In classic facebook fashion, it seems that a new mechanism was uncovered in the last few hours at the time of this writing that wasn’t quite fully baked. It appears to be some sort of traffic monitoring system to help stop bots from spamming the system, but the end result so far is a TON of users getting an unhelpful error on the top of their page, reading
“It looks like users on your current IP address were going too fast and misusing this feature, so this IP been blocked from it for up to two days”
Sweet Facebook, glad to hear from you too. Not only do I have no idea what you’re talking about, I also don’t have any idea what to do. Yet another example of a seemingly innocuous error message from a developer’s point of view that is actually very unhelpful–and worse, disturbing–when reading it as a user.
Now if you’re hitting this page from Google and just wondering what to do, I won’t bore you; here’s the simple solution:
- Hit Start
- Type “cmd” and hit enter. A command prompt will open.
- Type in ipconfig /release and hit enter
- Type in ipconfig /renew and hit enter
- Enjoy your Facebook
Solution aside, let’s look at how we could have made this error message better. First, note the opening informal language: ‘it looks like’. I actually see this as a good thing in that it makes the interaction more casual and less like a brush with authority–good. Moving on, we get to ‘your current IP address’, and here’s the first bit that could really confuse users. What constitutes an IP address? I would conservatively bet that ~30% of facebook’s users have no idea what an IP address is, and even then the remaining 70% probably wouldn’t know if the IP address being referred to is literally their own computer’s IP or if it’s their access-point/router’s IP (which nearly EVERYONE is behind nowadays). Some guidance on this bit would really help anyone troubleshooting the problem without Google.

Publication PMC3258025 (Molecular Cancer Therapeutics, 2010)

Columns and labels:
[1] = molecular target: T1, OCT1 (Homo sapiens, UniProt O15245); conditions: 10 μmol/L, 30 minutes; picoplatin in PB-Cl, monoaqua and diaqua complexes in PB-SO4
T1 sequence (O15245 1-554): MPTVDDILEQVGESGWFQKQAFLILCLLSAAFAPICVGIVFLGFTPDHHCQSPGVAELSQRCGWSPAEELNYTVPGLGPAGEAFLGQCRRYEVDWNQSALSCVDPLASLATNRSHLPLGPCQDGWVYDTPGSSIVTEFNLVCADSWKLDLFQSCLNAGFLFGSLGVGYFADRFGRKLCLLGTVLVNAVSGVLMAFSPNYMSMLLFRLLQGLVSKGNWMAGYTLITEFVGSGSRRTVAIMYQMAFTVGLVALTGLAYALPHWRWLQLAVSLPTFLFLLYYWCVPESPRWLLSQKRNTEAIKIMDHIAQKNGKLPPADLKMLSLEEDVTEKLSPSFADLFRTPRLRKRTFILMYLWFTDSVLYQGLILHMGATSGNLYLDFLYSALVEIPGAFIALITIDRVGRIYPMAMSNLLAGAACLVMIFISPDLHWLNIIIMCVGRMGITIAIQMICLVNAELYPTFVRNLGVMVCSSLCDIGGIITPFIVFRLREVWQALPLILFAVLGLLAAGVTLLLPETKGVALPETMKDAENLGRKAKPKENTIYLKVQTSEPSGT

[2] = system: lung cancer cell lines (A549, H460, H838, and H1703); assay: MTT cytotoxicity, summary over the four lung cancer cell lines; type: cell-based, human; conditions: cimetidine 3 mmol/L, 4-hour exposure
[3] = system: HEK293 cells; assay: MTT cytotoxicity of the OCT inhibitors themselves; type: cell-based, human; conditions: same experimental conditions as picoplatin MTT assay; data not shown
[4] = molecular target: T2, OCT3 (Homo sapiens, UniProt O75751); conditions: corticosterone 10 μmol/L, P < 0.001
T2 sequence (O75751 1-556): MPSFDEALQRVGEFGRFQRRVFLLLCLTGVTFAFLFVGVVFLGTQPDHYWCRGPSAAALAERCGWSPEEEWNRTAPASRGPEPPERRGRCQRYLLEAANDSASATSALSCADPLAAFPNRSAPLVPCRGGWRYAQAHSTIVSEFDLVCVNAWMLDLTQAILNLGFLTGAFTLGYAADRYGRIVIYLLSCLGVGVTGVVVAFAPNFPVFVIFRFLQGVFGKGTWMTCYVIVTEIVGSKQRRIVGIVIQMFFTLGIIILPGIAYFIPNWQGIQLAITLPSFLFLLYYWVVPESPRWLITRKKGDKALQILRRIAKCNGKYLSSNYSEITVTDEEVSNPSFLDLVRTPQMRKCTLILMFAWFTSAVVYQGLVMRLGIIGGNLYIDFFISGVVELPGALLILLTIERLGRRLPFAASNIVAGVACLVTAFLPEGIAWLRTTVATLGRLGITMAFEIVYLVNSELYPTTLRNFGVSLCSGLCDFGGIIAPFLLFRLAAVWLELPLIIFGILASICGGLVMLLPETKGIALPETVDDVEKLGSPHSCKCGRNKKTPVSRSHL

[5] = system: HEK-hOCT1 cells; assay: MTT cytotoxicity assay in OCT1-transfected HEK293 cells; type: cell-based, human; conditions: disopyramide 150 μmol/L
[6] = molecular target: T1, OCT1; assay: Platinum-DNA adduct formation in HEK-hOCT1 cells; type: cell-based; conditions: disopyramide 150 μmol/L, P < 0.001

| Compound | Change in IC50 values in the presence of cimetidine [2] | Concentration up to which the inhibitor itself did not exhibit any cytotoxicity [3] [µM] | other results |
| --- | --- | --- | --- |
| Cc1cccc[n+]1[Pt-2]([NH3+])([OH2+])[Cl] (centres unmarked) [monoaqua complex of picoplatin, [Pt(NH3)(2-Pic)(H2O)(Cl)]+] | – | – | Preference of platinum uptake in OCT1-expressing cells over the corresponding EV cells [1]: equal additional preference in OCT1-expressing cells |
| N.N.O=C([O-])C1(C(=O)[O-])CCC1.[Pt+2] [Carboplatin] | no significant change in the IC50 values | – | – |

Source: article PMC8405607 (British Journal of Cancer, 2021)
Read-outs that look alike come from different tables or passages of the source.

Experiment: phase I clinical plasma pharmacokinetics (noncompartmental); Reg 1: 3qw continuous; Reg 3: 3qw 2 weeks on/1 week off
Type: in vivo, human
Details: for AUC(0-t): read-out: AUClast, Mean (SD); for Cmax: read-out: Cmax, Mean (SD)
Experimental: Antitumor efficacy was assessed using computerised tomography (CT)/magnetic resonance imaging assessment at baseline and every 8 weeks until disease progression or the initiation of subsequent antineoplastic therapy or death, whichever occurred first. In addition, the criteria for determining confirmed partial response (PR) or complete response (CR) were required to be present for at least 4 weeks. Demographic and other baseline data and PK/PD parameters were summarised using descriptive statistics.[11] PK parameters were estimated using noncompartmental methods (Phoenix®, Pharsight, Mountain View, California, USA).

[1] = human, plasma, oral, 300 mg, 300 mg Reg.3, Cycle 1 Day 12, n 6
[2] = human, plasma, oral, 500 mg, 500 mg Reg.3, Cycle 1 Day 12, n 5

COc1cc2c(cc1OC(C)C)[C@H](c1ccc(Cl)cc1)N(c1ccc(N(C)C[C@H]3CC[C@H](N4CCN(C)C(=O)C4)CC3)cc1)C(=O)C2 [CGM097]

Continuing, we get to ‘misusing this feature’. What feature was I using, exactly? Heck, a user logs in and is immediately using 5-10 features depending on how you cut it. And then we get to the consequences for your naughty ways: you could be blocked from it (the said feature?) for up to two days. What a great way to send your users into panic mode! Such a great error message.
Now, given the mistakes, let’s take a shot at how this should read:
“It looks like users on your computer’s current IP address were potentially misusing the <insert feature here> by making too many requests. If you have any issues with the <said feature> in the future, please see this page for support.”
We basically just give the users the complete picture, remove any blame from their part, and avoid the consequences all together by giving them a solution should they come into effect.
Now, for fun I visited a Facebook Community Forum page with nearly a hundred comments from users all within about an hour of my viewing. Obviously there was a lot of complaining going on, but the comments getting the most votes by users were those jokingly criticizing the new ‘speed limit’, bashing the grammar of the message, or even calling it out as a threat (which is completely justified in my opinion).
As you can see, it looks like this could get some negative PR should this error show up in a large number of users’ newsfeeds–and it could all simply be avoided by some good UX.